“This is the part that is really frustrating,” Howell said. “There’s not a reason why we can’t forgo the mediation process and just have the mediator be the hearing officer. … It would not cost the City any more money, and that’s where we’re having the problem.”

 

Power struggle

On March 18, 2010, the APOA filed a lawsuit seeking to have the City’s decision set aside, to be afforded an impartial hearing and to receive the pay denied to them because the raise had been denied.

In her ruling, Wells did not address whether the City’s denial of the police officer’s raise was allowed by the contract. Instead, she ruled the “APOA was denied its due process rights in that the grievance procedure provided” for in the contract because it did not afford an impartial hearing.

Colantuono said Wells erred fundamentally because the type of judicial remedy sought by the APOA, a “writ of administrative mandamus,” should not have been available to them.

It requests that the Superior Court review and reverse the final decision or order of an administrative agency, in this case, the City.

The writ didn’t apply to this circumstance because that legal solution is only available for courts to review the outcome of a hearing at which evidence is gathered, he said.

“But there was no hearing at which evidence was gathered because the parties didn’t contract for that kind of a process,” he said. “The trial court was a commissioner very close to retirement, who I think just wanted this case out of her courtroom.”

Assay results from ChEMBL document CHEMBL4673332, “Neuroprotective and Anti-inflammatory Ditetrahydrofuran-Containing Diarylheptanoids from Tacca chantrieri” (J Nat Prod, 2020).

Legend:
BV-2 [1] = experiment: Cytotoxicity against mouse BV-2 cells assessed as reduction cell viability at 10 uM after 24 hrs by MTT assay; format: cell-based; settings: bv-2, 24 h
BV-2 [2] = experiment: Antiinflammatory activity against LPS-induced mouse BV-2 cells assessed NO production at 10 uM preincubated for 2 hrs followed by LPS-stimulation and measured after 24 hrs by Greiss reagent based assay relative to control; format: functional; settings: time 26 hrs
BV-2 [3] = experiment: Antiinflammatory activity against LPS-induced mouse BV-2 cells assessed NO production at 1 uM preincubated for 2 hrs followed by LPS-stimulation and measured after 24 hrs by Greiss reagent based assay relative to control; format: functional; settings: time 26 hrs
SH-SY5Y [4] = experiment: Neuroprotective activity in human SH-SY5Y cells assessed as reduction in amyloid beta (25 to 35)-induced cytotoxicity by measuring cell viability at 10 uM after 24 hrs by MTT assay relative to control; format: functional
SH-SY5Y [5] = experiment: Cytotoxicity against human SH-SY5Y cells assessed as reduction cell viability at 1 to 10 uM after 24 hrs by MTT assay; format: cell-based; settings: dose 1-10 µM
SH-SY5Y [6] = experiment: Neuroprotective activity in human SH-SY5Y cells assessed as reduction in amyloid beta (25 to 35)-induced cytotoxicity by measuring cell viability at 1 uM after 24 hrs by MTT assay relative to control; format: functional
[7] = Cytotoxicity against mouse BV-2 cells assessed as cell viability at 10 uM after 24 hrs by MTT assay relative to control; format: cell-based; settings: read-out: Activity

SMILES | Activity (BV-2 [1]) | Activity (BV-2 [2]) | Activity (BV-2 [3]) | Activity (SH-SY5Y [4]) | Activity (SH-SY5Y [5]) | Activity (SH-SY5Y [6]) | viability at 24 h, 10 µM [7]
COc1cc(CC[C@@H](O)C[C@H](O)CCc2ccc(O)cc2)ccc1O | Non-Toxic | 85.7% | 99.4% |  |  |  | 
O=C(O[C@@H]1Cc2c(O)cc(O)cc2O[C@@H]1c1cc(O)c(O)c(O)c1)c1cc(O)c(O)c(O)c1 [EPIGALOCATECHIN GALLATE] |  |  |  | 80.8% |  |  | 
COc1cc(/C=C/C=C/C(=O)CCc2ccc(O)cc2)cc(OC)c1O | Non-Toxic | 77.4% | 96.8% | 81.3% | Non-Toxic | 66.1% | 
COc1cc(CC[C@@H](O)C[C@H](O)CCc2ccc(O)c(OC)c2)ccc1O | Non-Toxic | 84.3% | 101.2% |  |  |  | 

Wells announced her retirement Aug. 31, 2011, about 6 1/2 months after making her decision on the case. She declined to comment on her ruling when contacted by the Journal this week.

“The City never agreed to surrender its right to decide what it could afford to pay its employees to an arbitrator, and Commissioner Wells ordered the City to go let an arbitrator decide how much we could afford to pay our employees,” he said. “And on that principle, the City Council was resolute. They have never agreed to surrender control of their budget to anybody, and they’re never going to.”

The City appealed the decision, and the parties are awaiting an argument date when a three-judge panel will hear their case and then have 90 days to reach a decision, Colantuono said. In the meantime, the panel is likely making a tentative ruling based on the appeal briefings and trial court record, he said.